Ghrelin, a gastrointestinal hormone, is a modulator of the sense of smell. The main source of ghrelin in the central nervous system has been mainly observed in specific populations of hypothalamic neurons. An increasing number of studies have reported ghrelin synthesis and its effect on neurons outside the hypothalamus. Ghrelin and its receptors are expressed in the olfactory bulbs and in other centres of the brain, such as the amygdala, for processing olfactory signals, pyramidal neurons of the cerebral cortex and the dorsal vagal complex of the medulla oblongata. It is known that ghrelin is involved in cognitive mechanisms and eating behaviours, in fact, its expression increases in anticipation of food intake. In order to identify the existence of centrifugal direct afferents from the main olfactory bulb to the medial amygdala and the hypothalamus arcuate nucleus, in this work we used two retrograde tracers, Dil and Fluoro Gold, and immunohistochemical procedure to visualize positive ghrelin neurons. Our paper provides neuroanatomic support for the ghrelin modulation of smell. Our results show that ghrelin neuron projections from mitral cells of bulbs can transmit olfactory information via branching connections to the amygdala and the hypothalamus. This pathway could play an important role in regulating feeding behaviour in response to odours.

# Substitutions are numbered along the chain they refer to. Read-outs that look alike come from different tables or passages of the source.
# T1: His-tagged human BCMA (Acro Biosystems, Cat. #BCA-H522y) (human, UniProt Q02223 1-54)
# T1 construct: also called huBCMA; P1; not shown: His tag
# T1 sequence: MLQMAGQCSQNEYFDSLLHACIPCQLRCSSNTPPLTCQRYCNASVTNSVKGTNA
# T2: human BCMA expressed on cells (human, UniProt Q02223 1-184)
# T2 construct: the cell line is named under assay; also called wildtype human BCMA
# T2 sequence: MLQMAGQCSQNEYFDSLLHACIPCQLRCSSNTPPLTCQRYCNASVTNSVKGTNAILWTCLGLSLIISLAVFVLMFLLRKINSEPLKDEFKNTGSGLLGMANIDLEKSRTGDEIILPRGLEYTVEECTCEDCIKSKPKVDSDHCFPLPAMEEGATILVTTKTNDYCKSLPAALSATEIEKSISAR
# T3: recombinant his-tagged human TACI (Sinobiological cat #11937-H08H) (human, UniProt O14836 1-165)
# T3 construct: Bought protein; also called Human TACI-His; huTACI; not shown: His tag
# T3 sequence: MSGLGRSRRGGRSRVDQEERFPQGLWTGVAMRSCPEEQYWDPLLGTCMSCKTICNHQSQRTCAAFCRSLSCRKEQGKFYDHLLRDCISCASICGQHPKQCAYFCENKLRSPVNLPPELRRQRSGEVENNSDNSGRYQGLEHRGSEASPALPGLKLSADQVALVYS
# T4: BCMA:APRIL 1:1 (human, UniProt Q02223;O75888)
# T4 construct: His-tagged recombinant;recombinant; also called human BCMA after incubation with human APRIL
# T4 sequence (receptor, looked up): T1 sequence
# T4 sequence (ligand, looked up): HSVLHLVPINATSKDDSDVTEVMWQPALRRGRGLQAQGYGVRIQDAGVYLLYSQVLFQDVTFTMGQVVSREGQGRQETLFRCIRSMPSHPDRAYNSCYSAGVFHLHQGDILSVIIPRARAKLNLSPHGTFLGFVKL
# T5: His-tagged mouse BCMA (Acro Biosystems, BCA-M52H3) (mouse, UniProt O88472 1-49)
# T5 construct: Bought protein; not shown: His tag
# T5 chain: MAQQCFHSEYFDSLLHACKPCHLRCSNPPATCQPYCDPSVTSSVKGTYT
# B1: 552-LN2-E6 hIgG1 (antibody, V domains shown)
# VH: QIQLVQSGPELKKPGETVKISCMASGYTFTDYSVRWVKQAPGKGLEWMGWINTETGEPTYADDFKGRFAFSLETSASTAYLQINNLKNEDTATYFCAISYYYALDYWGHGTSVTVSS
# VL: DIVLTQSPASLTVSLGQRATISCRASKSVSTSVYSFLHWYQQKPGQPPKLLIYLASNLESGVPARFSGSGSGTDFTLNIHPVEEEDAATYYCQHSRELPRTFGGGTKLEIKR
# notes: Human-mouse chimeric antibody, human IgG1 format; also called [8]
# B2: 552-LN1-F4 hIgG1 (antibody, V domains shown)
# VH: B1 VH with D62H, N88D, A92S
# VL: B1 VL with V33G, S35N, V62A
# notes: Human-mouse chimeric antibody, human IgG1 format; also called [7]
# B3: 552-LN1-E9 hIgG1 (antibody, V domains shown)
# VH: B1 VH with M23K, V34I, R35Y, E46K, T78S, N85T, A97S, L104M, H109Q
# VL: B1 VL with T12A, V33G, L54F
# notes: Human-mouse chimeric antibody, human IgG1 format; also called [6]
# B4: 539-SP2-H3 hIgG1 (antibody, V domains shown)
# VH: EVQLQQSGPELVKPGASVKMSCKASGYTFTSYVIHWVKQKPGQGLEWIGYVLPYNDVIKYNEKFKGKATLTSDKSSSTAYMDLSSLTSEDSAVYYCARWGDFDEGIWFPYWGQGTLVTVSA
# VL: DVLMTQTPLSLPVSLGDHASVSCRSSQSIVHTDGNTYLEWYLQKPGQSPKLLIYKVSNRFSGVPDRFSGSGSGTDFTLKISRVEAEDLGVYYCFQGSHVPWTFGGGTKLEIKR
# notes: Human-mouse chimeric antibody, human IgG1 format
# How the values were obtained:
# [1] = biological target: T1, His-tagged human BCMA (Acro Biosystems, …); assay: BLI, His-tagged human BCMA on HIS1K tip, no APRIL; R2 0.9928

Experimental Brain Research – Springer Journals
Published: May 29, 2018
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